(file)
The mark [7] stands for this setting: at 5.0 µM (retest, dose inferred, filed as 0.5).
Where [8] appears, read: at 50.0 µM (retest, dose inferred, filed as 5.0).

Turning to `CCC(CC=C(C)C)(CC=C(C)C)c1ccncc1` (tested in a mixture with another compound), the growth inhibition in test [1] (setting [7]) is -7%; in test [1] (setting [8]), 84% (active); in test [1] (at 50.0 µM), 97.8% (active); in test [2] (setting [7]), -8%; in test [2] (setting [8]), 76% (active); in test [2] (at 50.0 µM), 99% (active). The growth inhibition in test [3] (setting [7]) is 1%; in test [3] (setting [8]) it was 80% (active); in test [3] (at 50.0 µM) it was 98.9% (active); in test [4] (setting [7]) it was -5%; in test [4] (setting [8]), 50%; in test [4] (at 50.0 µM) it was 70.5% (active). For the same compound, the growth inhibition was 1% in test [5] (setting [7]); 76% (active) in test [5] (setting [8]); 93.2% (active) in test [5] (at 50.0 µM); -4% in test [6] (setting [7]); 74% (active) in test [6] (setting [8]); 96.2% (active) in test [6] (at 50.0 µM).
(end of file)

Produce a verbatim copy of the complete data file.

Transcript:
The mark [7] stands for this setting: at 5.0 µM (retest, dose inferred, filed as 0.5).
Where [8] appears, read: at 50.0 µM (retest, dose inferred, filed as 5.0).

Turning to `CCC(CC=C(C)C)(CC=C(C)C)c1ccncc1` (tested in a mixture with another compound), the growth inhibition in test [1] (setting [7]) is -7%; in test [1] (setting [8]), 84% (active); in test [1] (at 50.0 µM), 97.8% (active); in test [2] (setting [7]), -8%; in test [2] (setting [8]), 76% (active); in test [2] (at 50.0 µM), 99% (active). The growth inhibition in test [3] (setting [7]) is 1%; in test [3] (setting [8]) it was 80% (active); in test [3] (at 50.0 µM) it was 98.9% (active); in test [4] (setting [7]) it was -5%; in test [4] (setting [8]), 50%; in test [4] (at 50.0 µM) it was 70.5% (active). For the same compound, the growth inhibition was 1% in test [5] (setting [7]); 76% (active) in test [5] (setting [8]); 93.2% (active) in test [5] (at 50.0 µM); -4% in test [6] (setting [7]); 74% (active) in test [6] (setting [8]); 96.2% (active) in test [6] (at 50.0 µM).